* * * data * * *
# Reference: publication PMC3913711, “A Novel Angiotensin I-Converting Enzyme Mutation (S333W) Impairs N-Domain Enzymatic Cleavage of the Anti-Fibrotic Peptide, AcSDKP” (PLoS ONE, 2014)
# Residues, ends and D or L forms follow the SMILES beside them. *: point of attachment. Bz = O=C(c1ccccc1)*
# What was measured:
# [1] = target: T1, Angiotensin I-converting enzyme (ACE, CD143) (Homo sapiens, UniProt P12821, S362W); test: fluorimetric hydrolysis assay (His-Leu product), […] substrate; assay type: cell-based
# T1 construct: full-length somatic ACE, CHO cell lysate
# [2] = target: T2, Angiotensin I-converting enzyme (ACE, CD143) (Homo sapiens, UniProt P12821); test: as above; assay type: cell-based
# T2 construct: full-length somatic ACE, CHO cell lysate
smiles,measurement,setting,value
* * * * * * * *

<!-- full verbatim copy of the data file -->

# Reference: publication PMC3913711, “A Novel Angiotensin I-Converting Enzyme Mutation (S333W) Impairs N-Domain Enzymatic Cleavage of the Anti-Fibrotic Peptide, AcSDKP” (PLoS ONE, 2014)
# Residues, ends and D or L forms follow the SMILES beside them. *: point of attachment. Bz = O=C(c1ccccc1)*
# What was measured:
# [1] = target: T1, Angiotensin I-converting enzyme (ACE, CD143) (Homo sapiens, UniProt P12821, S362W); test: fluorimetric hydrolysis assay (His-Leu product), […] substrate; assay type: cell-based
# T1 construct: full-length somatic ACE, CHO cell lysate
# [2] = target: T2, Angiotensin I-converting enzyme (ACE, CD143) (Homo sapiens, UniProt P12821); test: as above; assay type: cell-based
# T2 construct: full-length somatic ACE, CHO cell lysate
smiles,measurement,setting,value